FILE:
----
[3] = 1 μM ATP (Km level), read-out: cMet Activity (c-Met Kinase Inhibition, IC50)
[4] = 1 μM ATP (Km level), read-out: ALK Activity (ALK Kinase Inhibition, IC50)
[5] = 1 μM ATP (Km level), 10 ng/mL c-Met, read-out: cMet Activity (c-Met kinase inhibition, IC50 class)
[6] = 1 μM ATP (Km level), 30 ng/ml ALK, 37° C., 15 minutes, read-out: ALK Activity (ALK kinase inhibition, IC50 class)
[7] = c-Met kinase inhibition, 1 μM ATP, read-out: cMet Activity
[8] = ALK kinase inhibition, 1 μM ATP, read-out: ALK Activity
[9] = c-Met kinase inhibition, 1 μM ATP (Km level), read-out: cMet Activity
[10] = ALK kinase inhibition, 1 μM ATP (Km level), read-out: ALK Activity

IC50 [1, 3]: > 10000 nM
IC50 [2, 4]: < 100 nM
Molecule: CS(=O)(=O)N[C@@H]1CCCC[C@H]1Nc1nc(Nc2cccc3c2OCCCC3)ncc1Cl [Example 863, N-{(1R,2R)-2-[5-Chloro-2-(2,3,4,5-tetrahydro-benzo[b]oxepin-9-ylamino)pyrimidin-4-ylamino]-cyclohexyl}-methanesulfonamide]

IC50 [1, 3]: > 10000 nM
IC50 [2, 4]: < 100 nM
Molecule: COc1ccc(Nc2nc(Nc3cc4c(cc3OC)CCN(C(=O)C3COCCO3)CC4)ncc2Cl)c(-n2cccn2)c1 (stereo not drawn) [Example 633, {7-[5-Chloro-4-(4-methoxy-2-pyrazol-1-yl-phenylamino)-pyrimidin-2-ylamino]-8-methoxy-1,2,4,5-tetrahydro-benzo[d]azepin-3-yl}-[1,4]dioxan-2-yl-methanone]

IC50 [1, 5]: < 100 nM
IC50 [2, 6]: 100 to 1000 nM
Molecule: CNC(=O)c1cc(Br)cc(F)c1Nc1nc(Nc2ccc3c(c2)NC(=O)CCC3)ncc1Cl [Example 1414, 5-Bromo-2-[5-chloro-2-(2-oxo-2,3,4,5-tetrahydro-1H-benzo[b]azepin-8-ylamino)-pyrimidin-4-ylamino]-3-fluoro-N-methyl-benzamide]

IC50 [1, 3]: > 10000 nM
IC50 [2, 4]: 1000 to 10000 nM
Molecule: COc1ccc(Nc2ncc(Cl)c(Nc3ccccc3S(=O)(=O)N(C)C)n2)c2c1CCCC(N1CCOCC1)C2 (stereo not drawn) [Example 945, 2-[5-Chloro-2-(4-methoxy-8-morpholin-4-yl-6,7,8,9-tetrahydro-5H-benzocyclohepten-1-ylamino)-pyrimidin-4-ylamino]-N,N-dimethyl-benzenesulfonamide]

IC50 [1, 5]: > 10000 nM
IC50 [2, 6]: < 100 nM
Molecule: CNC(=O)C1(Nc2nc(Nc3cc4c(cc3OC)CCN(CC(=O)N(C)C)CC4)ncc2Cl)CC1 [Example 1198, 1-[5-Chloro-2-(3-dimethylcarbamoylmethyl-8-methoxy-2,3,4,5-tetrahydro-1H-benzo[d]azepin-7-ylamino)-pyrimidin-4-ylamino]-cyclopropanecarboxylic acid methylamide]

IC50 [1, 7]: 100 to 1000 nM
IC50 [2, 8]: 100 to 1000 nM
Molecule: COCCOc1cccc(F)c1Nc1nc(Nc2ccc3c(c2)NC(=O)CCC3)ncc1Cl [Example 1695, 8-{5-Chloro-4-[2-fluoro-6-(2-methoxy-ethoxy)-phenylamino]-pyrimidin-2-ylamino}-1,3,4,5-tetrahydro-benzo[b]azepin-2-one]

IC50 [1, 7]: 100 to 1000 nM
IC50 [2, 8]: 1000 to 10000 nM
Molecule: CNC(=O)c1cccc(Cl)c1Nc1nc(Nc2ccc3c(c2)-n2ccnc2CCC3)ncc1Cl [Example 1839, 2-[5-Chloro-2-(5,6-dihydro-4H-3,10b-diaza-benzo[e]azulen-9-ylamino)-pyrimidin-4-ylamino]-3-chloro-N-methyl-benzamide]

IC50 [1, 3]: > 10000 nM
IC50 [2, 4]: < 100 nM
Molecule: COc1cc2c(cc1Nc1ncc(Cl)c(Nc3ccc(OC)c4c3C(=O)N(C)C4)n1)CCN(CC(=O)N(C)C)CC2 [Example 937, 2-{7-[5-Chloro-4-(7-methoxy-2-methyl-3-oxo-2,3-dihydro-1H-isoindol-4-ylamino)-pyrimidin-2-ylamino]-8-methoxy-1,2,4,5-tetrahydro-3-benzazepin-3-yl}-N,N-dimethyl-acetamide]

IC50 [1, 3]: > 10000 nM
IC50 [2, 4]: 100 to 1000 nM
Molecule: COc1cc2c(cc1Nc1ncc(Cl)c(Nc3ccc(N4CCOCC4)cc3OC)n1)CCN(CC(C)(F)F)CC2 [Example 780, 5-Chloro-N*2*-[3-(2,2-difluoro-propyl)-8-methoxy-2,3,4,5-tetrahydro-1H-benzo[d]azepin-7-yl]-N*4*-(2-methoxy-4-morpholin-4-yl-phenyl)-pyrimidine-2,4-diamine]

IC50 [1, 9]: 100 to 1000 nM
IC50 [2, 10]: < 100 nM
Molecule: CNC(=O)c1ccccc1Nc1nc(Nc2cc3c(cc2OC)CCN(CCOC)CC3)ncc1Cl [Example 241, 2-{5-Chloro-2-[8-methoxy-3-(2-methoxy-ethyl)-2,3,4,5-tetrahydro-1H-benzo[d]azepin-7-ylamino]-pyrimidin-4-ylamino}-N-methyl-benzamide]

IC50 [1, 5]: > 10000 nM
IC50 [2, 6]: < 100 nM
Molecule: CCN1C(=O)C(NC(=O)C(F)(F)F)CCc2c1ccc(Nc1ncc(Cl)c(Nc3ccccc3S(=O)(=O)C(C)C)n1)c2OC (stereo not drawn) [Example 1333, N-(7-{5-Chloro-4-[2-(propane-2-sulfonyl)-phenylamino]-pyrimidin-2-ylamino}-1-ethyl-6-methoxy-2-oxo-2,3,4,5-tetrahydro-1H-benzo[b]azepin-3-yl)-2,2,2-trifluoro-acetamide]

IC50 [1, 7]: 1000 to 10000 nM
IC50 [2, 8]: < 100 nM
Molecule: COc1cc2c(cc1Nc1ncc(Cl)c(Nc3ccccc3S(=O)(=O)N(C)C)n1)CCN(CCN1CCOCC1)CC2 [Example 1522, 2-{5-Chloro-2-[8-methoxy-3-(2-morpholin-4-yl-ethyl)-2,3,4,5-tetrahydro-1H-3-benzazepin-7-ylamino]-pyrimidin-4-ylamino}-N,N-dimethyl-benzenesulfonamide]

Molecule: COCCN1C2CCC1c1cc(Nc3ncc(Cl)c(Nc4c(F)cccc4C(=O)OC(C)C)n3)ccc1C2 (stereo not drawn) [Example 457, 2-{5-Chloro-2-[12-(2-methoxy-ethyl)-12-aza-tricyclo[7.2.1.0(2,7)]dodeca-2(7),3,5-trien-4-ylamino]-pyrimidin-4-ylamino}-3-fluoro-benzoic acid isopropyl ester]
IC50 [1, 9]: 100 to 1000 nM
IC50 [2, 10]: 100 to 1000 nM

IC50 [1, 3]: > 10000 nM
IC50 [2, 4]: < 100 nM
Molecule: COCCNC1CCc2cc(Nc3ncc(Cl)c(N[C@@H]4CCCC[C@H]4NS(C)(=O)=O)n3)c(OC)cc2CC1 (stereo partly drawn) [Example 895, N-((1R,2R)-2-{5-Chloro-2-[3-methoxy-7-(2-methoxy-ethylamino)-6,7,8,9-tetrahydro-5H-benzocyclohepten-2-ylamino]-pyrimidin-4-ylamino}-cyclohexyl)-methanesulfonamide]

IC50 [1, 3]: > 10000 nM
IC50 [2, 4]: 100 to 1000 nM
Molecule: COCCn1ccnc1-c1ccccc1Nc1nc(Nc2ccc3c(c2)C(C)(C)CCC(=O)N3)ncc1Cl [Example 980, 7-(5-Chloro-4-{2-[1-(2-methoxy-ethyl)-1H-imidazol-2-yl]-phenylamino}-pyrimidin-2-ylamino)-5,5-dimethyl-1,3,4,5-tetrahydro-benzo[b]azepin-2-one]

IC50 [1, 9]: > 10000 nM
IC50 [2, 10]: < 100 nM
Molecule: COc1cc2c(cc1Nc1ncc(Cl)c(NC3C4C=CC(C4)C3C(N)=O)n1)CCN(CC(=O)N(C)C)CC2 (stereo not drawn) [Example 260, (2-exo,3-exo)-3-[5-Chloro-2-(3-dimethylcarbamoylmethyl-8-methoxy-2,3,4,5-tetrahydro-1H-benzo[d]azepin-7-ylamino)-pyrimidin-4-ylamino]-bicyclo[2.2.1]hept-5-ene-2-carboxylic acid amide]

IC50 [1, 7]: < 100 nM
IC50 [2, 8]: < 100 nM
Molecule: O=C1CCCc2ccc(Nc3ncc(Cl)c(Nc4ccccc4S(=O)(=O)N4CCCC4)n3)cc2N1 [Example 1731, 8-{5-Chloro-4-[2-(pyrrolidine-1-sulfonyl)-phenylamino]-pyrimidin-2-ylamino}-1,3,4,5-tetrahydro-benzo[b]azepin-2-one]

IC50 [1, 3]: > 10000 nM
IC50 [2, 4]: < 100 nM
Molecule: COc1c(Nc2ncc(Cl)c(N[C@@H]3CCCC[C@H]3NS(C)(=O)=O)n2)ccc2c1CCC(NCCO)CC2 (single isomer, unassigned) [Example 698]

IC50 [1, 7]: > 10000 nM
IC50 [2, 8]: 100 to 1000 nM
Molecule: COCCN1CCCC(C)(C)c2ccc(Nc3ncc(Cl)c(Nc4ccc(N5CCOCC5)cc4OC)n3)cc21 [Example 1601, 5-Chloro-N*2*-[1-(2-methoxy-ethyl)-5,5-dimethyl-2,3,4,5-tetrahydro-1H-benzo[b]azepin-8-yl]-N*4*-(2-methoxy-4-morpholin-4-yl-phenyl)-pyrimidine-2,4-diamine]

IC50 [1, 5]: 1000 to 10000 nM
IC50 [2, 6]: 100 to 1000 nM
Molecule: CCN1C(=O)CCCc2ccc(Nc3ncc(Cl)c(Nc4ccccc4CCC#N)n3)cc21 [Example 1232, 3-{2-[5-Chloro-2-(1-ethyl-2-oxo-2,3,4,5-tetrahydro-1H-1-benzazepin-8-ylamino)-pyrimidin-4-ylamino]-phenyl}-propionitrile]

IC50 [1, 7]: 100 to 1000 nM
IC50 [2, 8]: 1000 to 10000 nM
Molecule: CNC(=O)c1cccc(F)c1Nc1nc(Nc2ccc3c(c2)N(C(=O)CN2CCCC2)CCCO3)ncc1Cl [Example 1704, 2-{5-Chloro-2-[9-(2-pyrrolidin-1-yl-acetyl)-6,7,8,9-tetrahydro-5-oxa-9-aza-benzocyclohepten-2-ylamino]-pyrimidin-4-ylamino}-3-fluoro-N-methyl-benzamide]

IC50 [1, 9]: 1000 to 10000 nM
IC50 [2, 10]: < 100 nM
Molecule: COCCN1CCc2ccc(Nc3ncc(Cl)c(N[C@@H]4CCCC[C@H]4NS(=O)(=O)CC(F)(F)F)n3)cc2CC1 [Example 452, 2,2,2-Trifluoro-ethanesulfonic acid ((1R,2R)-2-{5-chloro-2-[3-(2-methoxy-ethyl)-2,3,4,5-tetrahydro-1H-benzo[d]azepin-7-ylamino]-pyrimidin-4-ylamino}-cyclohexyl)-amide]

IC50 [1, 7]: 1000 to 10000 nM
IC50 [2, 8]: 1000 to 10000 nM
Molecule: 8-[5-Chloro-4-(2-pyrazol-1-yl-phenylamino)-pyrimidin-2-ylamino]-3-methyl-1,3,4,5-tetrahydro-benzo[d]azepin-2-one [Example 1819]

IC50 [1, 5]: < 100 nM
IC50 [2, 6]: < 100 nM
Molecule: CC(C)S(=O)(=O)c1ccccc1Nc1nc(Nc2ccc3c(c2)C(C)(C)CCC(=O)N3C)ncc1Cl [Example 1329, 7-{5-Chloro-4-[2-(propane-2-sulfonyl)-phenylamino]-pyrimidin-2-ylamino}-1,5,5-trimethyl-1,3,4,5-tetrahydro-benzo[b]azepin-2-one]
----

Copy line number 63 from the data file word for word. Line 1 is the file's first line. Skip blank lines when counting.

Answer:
IC50 [1, 7]: > 10000 nM